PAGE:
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Ramellan

Forgotten of the First Founding

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So the other day I finished reading Scars, the 28th book in the Horus Heresy series. I'd never really paid much attention to the White Scars before, or knew much about Jaghatai Khan as a person. Their focus on speed, coming from Space Mongolia (Chogoris), that was about it. So I thought it'd be good to learn more.

Needless to say, The Khan is made of awesome. The Warhawk, the free spirit, the outrider who walks his own path and let's no one, not even the Emperor, speak for him or dictate his will. Maybe even cooler are the depths of his character. He openly acknowledges and struggles with the difficulties his beliefs and lifestyle have given him. Estrangement from his father and brothers, a mistaken perception by the wider Imperium as a wild man like Russ. He's very cool, and very unique in the Imperium.

All this gets me to thinking. Why is it that in product after product, from Deathwatch to the upcoming Eternal crusade game, to the novels themselves, that the same group of chapters get the spotlight over and over again. The Ultramarines I can understand, being the Standard Template Construct of all space marines. But why are the Iron Hands, Raven Guard, Salamanders, and a White Scars in the background more often than not? Seriously, it took Twenty-Eight novels to get one focusing on the White Scars! Personally, of the First Founding my favorite chapter has always been the Salamanders (Vulkan is The Man, straight from Aloe Blacc's 'The Man' song) but there are things I like about all of them, and their primarchs.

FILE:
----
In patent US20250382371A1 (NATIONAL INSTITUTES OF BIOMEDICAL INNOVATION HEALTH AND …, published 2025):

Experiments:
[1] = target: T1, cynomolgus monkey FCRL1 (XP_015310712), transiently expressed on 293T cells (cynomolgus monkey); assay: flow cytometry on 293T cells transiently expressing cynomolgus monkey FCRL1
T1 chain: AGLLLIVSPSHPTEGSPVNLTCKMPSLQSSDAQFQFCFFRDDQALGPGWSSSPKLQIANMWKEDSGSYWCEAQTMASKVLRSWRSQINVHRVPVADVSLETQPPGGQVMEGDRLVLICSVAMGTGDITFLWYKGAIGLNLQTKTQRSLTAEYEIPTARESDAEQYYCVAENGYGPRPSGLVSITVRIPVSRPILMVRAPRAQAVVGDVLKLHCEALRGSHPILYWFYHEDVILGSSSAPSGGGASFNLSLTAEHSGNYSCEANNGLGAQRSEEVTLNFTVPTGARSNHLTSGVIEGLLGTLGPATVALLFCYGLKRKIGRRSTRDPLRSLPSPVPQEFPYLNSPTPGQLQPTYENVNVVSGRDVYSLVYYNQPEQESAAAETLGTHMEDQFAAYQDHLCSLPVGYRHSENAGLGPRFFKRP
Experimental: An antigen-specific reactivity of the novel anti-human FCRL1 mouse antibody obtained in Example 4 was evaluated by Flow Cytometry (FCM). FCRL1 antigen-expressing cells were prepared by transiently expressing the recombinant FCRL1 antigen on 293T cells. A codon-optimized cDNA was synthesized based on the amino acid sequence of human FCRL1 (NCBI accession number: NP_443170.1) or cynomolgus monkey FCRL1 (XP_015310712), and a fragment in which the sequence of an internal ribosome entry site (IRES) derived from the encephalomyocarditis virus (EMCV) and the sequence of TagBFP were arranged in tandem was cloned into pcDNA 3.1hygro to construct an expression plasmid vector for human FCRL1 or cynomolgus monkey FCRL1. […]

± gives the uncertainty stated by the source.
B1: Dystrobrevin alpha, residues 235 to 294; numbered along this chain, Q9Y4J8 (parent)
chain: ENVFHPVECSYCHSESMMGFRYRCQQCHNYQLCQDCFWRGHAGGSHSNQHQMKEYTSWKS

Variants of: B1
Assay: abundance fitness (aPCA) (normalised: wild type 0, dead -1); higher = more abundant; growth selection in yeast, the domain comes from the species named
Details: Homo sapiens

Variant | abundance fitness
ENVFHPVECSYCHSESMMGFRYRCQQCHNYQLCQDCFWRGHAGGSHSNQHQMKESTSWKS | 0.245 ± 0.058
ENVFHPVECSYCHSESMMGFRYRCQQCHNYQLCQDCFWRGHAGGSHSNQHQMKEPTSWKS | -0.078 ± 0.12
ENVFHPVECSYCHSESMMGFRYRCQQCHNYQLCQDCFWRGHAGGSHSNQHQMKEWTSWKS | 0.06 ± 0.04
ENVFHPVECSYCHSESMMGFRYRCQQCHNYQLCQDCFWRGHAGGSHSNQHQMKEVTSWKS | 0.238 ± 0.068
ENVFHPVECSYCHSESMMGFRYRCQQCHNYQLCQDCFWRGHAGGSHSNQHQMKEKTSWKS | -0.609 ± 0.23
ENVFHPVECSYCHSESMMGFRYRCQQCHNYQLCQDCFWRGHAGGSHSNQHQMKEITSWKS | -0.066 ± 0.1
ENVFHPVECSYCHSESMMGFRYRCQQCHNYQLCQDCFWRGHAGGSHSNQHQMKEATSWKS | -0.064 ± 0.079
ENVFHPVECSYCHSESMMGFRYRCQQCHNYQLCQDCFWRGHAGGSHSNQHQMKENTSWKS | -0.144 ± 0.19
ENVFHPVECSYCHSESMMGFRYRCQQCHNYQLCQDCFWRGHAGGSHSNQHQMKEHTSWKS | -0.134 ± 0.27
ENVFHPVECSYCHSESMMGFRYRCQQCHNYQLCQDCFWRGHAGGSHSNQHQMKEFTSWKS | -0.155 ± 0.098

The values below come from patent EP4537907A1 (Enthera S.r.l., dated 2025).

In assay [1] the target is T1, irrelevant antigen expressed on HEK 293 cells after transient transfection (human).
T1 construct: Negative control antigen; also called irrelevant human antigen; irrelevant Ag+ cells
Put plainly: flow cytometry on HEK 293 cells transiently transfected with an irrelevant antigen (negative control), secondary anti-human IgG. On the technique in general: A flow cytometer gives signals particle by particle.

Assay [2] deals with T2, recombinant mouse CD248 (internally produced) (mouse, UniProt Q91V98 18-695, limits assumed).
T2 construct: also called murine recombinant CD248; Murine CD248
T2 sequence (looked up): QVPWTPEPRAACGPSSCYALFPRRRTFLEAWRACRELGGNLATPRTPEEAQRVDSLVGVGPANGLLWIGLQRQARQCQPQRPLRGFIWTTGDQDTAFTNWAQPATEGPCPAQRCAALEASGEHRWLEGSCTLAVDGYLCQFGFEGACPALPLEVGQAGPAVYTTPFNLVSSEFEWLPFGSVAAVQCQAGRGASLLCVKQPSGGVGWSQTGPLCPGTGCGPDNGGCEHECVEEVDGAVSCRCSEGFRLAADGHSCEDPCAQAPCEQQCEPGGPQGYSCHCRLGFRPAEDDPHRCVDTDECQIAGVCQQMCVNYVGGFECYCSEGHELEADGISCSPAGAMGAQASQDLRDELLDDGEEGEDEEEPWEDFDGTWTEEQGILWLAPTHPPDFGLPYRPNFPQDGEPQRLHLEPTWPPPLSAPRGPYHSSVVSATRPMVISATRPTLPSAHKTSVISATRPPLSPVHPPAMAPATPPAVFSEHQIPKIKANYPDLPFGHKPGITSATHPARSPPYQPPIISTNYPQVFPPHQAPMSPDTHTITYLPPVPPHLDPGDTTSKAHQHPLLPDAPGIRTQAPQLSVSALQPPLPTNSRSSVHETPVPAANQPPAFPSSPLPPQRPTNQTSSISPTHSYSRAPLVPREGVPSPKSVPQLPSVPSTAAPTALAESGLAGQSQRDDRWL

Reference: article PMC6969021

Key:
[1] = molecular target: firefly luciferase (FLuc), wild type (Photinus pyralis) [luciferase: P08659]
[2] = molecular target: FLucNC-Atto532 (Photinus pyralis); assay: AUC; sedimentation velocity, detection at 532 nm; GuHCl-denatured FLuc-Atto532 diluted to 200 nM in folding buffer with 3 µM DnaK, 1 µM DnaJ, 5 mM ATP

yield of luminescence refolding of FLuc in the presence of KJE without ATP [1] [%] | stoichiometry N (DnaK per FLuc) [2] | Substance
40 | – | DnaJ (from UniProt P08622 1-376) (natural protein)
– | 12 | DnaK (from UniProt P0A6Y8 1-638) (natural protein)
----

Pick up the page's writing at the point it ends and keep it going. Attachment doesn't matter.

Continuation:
So, what do you think? Who's your favorite of the First? What makes the Space Wolves and Blood Angels take the spotlight again and again? Any White Scars or other forgotten chapters wanna give a shout-out? The floor is yours!

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It was Brotherhood of the Storm that really solidified my interest in the White Scars. It pushed them past the whole 'space mongols on motorcycles' concept that was the basis for their inception.

 

Scars took things to the next level, since when I read the author's comments I was suddenly struck by how they were always an obscure spot of 40K lore, and that aside from being a key part of the Defence of Terra, we knew next to nothing of their actions, or their Primarch.

 

Also the Alpha Legion were made pretty **** cool too, even if you don't like the possibility that they might be double-super-secret-not-traitors(..maybe).

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Why is it that in product after product, from Deathwatch to the upcoming Eternal crusade game, to the novels themselves, that the same group of chapters get the spotlight over and over again.

 

I've come to believe that 40k is a franchise governed by popularity, which creates a weird feedback-loop of stagnation. In regards to the First Founding Chapters, there was not much difference in exposure at first, but it seems that in the course of creating the setting, the writers found that they liked some Chapters more than others, and then began to write more about them. This directly affected the fandom, with the best-described chapters - those that were in White Dwarf more often than others, or even got their own codices - obviously generating more interest, and quickly building up a loyal core of fans.

 

Fast forward a decade or two, and some of those same fans have grown up to become novel authors or game designers themselves, continuing the trend of writing more about their favourites than others, in turn affecting the perception of the next generation of fans. The vicious cycle continues.

 

I consider it a harmful effect for the franchise as a whole, as it directly affects the path of the company and variety in the game itself, but on the other hand it is hard to dismiss that this very same popularity of the chapters in question also generates some pretty huge sales. Either way .. cause and effect.

 

Who's your favorite of the First?